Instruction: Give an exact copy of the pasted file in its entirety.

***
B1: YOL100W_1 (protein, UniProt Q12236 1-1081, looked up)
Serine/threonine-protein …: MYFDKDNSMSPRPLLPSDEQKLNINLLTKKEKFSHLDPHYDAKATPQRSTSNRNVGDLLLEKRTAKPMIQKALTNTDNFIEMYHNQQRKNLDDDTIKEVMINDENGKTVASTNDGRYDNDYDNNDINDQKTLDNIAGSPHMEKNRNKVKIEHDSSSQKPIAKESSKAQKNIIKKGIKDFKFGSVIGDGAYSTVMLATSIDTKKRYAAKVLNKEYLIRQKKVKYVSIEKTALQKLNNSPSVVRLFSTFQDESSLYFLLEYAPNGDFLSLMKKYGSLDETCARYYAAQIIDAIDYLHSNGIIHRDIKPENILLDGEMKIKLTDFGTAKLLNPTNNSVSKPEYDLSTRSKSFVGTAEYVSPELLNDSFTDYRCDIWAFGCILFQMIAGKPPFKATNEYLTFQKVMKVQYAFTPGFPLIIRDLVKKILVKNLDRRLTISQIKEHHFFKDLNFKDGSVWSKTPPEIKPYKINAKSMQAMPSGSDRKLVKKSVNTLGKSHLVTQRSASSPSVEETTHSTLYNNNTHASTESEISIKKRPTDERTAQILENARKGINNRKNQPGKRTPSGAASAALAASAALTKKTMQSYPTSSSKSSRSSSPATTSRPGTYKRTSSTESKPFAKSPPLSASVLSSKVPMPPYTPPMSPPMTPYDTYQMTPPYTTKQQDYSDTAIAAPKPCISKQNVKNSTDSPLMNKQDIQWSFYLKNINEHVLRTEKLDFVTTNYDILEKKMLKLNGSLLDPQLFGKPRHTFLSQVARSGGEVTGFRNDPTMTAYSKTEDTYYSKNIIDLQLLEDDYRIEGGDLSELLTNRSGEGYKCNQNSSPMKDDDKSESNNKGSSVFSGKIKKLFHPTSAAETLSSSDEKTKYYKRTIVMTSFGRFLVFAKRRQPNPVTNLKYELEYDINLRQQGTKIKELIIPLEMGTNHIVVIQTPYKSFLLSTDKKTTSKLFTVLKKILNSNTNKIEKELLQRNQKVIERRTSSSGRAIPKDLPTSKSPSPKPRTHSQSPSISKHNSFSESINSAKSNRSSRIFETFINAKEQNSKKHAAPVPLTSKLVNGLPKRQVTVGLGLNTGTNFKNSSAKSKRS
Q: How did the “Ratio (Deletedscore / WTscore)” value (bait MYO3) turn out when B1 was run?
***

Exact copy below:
B1: YOL100W_1 (protein, UniProt Q12236 1-1081, looked up)
Serine/threonine-protein …: MYFDKDNSMSPRPLLPSDEQKLNINLLTKKEKFSHLDPHYDAKATPQRSTSNRNVGDLLLEKRTAKPMIQKALTNTDNFIEMYHNQQRKNLDDDTIKEVMINDENGKTVASTNDGRYDNDYDNNDINDQKTLDNIAGSPHMEKNRNKVKIEHDSSSQKPIAKESSKAQKNIIKKGIKDFKFGSVIGDGAYSTVMLATSIDTKKRYAAKVLNKEYLIRQKKVKYVSIEKTALQKLNNSPSVVRLFSTFQDESSLYFLLEYAPNGDFLSLMKKYGSLDETCARYYAAQIIDAIDYLHSNGIIHRDIKPENILLDGEMKIKLTDFGTAKLLNPTNNSVSKPEYDLSTRSKSFVGTAEYVSPELLNDSFTDYRCDIWAFGCILFQMIAGKPPFKATNEYLTFQKVMKVQYAFTPGFPLIIRDLVKKILVKNLDRRLTISQIKEHHFFKDLNFKDGSVWSKTPPEIKPYKINAKSMQAMPSGSDRKLVKKSVNTLGKSHLVTQRSASSPSVEETTHSTLYNNNTHASTESEISIKKRPTDERTAQILENARKGINNRKNQPGKRTPSGAASAALAASAALTKKTMQSYPTSSSKSSRSSSPATTSRPGTYKRTSSTESKPFAKSPPLSASVLSSKVPMPPYTPPMSPPMTPYDTYQMTPPYTTKQQDYSDTAIAAPKPCISKQNVKNSTDSPLMNKQDIQWSFYLKNINEHVLRTEKLDFVTTNYDILEKKMLKLNGSLLDPQLFGKPRHTFLSQVARSGGEVTGFRNDPTMTAYSKTEDTYYSKNIIDLQLLEDDYRIEGGDLSELLTNRSGEGYKCNQNSSPMKDDDKSESNNKGSSVFSGKIKKLFHPTSAAETLSSSDEKTKYYKRTIVMTSFGRFLVFAKRRQPNPVTNLKYELEYDINLRQQGTKIKELIIPLEMGTNHIVVIQTPYKSFLLSTDKKTTSKLFTVLKKILNSNTNKIEKELLQRNQKVIERRTSSSGRAIPKDLPTSKSPSPKPRTHSQSPSISKHNSFSESINSAKSNRSSRIFETFINAKEQNSKKHAAPVPLTSKLVNGLPKRQVTVGLGLNTGTNFKNSSAKSKRS
Q: How did the “Ratio (Deletedscore / WTscore)” value (bait MYO3) turn out when B1 was run?